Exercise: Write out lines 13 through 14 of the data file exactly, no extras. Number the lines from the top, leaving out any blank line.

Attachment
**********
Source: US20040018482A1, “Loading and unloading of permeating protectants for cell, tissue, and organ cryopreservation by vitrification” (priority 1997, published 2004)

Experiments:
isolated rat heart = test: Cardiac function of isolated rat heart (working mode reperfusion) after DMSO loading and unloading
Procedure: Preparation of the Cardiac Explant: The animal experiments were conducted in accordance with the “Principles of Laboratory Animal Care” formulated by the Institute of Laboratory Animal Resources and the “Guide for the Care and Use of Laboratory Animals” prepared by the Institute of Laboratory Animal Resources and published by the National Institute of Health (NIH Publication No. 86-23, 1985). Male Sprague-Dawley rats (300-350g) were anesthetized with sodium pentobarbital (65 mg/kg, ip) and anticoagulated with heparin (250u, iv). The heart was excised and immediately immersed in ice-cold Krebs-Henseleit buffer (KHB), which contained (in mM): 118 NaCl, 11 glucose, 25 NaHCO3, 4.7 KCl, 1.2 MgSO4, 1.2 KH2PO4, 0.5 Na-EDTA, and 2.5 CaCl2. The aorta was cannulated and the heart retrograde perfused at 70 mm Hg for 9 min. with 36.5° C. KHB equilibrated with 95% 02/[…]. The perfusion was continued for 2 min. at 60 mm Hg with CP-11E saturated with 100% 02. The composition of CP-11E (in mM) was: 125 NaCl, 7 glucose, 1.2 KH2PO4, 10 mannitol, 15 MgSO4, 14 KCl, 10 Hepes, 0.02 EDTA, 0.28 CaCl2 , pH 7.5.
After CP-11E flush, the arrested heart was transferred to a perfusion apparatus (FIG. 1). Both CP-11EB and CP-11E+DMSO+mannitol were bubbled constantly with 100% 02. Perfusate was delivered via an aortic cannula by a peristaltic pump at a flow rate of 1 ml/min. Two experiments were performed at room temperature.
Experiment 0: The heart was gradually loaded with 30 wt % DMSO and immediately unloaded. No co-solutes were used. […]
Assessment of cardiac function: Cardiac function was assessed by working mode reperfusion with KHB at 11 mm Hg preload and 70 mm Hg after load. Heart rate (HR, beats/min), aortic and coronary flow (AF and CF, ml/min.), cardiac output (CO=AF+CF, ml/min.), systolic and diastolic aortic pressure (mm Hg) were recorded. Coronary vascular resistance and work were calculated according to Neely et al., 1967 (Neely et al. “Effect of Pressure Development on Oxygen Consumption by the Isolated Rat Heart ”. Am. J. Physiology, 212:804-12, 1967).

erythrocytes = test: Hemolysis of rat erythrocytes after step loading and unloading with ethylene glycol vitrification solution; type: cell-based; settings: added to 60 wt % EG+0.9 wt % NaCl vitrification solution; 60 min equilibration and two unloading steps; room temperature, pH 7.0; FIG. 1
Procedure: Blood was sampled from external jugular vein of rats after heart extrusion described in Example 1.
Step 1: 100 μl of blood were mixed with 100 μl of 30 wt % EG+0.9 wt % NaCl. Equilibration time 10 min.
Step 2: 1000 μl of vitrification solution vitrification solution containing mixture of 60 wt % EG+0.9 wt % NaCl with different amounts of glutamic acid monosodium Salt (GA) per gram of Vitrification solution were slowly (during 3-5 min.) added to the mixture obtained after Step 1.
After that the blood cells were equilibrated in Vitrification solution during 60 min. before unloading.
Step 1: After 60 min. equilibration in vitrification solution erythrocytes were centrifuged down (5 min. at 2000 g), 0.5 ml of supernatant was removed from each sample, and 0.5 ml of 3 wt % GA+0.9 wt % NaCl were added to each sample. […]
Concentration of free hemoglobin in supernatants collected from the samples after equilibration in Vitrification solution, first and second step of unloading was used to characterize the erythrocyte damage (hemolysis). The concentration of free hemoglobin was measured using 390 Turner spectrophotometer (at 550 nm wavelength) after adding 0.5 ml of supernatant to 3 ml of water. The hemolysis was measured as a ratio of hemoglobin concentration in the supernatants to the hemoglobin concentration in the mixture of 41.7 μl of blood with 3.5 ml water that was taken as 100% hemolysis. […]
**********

Step 1: After 60 min. equilibration in vitrification solution erythrocytes were centrifuged down (5 min. at 2000 g), 0.5 ml of supernatant was removed from each sample, and 0.5 ml of 3 wt % GA+0.9 wt % NaCl were added to each sample. […]
Concentration of free hemoglobin in supernatants collected from the samples after equilibration in Vitrification solution, first and second step of unloading was used to characterize the erythrocyte damage (hemolysis). The concentration of free hemoglobin was measured using 390 Turner spectrophotometer (at 550 nm wavelength) after adding 0.5 ml of supernatant to 3 ml of water. The hemolysis was measured as a ratio of hemoglobin concentration in the supernatants to the hemoglobin concentration in the mixture of 41.7 μl of blood with 3.5 ml water that was taken as 100% hemolysis. […]